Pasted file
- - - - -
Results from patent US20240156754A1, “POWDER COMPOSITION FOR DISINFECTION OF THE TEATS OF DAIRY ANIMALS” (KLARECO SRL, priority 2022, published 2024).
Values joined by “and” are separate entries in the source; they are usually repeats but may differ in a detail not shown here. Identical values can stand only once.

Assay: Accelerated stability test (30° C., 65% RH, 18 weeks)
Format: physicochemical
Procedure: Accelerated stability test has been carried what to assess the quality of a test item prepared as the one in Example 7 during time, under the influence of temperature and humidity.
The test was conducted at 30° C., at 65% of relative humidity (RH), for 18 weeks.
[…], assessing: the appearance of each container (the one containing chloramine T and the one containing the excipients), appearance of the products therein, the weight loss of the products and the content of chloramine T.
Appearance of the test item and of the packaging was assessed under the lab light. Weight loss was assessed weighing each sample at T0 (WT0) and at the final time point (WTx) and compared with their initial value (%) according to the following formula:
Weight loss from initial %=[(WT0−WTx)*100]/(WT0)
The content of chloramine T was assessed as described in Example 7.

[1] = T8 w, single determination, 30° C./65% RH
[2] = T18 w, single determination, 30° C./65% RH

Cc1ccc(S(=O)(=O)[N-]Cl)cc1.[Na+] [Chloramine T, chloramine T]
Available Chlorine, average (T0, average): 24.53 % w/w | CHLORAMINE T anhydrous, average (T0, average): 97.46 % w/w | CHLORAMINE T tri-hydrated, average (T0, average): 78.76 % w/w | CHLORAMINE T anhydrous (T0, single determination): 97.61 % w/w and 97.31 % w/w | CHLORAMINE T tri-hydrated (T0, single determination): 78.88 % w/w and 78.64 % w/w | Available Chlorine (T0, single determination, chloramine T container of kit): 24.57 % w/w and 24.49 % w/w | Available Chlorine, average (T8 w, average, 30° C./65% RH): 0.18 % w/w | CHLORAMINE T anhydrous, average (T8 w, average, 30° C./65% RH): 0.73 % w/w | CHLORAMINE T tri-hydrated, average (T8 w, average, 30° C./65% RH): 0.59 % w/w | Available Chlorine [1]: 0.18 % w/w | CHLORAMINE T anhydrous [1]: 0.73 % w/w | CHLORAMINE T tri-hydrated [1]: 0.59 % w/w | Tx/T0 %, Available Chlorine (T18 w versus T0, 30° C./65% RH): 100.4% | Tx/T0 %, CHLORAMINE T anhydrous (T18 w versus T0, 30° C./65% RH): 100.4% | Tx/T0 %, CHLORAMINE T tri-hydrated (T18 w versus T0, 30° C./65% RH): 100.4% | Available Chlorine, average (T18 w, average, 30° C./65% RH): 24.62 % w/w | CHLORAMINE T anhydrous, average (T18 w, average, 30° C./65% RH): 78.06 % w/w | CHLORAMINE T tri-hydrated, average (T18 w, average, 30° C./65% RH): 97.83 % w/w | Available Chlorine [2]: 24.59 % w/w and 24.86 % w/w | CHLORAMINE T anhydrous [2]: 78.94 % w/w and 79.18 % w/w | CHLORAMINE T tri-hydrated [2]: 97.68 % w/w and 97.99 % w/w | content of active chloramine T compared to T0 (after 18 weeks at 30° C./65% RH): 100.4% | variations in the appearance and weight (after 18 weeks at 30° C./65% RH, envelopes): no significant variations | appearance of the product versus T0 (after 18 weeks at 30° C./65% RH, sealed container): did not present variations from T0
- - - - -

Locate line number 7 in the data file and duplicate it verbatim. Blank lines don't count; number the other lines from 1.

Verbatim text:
[…], assessing: the appearance of each container (the one containing chloramine T and the one containing the excipients), appearance of the products therein, the weight loss of the products and the content of chloramine T.